There will be widespread showers with some risk of hail and even thunder in parts of the country, according to Met Éireann.

Showers are expected to become lighter overnight, with temperatures between 6°C and 9°C.


There will be some sunny spells but there will be heavy showers in the south and west of the country, with risk of hail again.

Highest temperatures will range from 12°C to 16°C with showers expected to persist overnight.


Scattered showers are expected to develop over the south and east of the country, with the risk that they will become heavy and turn into hail.

Temperatures will range from12°C to 15°C in light breezes.

Thursday and Friday

Met Éireann is predicting an unsettled end to the week, with more spells of rain and slightly below average temperatures.

Farming forecast


Rainfall was mostly above average over the country for the past week, according to Met Éireann: “It was wettest over the north of Ulster, with nearly twice the average rain falling at Malin Head, equating to 30.9mm.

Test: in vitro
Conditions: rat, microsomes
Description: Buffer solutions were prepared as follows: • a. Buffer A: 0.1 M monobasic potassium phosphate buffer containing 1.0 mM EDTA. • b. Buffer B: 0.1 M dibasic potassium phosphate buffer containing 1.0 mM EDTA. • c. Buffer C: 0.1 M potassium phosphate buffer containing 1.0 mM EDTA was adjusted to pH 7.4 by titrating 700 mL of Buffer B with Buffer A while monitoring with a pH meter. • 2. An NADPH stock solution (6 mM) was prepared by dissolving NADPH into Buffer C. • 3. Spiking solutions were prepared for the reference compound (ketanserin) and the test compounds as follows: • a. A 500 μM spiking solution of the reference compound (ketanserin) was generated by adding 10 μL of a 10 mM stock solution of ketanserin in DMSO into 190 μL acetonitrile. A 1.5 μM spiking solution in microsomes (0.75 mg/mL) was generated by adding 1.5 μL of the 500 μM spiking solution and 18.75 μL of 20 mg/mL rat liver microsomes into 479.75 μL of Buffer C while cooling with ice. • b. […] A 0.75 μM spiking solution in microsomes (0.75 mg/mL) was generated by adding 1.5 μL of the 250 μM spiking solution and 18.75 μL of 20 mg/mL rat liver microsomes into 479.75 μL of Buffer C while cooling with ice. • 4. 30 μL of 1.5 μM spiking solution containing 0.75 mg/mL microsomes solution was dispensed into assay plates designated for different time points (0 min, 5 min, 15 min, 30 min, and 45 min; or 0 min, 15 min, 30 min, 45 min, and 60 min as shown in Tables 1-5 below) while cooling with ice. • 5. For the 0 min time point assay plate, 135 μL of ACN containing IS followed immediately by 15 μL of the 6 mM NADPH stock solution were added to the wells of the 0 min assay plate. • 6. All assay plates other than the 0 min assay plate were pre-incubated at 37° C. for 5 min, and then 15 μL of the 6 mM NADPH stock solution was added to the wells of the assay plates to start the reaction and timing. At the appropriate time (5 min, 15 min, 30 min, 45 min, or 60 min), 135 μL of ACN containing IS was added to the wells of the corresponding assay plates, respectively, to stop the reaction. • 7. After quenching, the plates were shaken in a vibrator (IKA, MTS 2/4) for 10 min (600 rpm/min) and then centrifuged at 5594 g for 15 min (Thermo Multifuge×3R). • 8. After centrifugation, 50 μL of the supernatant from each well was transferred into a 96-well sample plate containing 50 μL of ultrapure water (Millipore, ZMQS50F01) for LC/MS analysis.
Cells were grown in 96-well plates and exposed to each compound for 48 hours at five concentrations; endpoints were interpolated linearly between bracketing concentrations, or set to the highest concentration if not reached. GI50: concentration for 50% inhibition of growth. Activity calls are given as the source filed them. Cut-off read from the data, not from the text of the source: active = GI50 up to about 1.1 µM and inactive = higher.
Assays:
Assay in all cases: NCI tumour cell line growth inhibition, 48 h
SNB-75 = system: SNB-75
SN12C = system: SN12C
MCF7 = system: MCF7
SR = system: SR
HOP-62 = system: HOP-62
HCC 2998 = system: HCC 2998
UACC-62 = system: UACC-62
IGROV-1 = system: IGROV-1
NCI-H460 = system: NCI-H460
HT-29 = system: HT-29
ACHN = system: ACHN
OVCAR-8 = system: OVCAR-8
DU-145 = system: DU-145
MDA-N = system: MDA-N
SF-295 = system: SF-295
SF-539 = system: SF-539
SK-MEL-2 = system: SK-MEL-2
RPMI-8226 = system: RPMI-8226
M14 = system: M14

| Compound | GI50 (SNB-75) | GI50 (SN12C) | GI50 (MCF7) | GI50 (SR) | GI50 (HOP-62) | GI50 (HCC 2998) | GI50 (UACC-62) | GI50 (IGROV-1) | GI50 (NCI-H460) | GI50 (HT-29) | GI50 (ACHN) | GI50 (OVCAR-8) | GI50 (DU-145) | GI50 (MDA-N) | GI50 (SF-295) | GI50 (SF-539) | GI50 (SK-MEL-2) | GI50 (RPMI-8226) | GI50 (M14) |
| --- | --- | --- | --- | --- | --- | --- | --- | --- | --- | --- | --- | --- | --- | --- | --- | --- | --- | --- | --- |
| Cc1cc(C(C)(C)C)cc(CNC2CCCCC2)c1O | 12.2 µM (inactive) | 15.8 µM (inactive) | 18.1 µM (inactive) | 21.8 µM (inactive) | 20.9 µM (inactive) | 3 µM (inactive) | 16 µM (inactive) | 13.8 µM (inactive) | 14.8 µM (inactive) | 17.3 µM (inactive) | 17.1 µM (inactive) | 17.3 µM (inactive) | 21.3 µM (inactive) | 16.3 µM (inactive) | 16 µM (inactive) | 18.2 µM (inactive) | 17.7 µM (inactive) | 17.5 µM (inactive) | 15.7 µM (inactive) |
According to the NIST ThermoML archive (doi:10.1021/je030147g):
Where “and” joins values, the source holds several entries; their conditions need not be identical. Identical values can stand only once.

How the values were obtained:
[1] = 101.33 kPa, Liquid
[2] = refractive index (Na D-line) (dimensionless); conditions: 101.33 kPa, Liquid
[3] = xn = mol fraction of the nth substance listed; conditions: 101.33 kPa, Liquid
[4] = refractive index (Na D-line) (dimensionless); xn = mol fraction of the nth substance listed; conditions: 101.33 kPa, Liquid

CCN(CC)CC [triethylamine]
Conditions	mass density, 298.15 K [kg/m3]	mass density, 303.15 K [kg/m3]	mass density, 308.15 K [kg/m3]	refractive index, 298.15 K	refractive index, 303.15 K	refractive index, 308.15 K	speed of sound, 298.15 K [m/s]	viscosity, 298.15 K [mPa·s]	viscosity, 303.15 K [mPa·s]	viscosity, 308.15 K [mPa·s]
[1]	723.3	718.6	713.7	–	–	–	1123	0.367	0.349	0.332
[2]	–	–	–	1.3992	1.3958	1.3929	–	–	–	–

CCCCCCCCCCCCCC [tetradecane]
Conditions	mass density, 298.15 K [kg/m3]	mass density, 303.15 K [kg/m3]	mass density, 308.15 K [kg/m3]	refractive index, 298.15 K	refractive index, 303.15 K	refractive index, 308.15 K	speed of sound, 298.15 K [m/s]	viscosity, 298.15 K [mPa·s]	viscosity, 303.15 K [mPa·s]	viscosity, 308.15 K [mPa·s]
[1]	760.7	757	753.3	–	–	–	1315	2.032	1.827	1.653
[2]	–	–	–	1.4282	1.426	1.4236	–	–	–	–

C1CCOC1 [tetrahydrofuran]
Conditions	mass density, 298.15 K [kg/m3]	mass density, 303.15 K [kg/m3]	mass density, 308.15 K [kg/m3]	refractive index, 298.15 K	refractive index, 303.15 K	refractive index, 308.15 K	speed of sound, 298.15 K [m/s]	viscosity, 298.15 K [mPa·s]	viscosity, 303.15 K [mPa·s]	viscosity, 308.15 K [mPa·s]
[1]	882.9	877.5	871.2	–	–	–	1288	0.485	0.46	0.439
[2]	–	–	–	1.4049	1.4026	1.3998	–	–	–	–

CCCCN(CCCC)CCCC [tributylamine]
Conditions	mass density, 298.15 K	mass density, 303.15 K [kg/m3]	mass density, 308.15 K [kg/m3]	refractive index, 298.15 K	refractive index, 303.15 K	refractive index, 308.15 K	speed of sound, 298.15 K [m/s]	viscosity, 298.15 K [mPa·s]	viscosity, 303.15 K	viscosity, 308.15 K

“With a very showery setup expected for the coming week giving some heavy thundery downpours, rainfall totals will be generally above normal in most places.

“Some parts of Leinster, though, may record less than normal rain due to the hit and miss nature of showers.”


Farmers will have noticed that grass and crop growth has been slow in places and the unseasonably late frosts have had an impact on average soil temperatures.

Temperatures are expected to be average or just below average for the coming week.

Field conditions

It has been a tale of two halves in terms of soil moisture deficit levels, with the north and south of the country split in two.

Met Éireann said: “Soil moisture deficits are near saturated in the far northwest, however deficits exist in most areas.

“SMDs of 20mm to 40mm in the southern half of the country have led to some growth restrictions here. However, soil moisture deficits will decrease in the week ahead and growth should improve.”

It’s likely that the incoming spell of wet weather will have a negative impact on already waterlogged soils in the northwest of the country.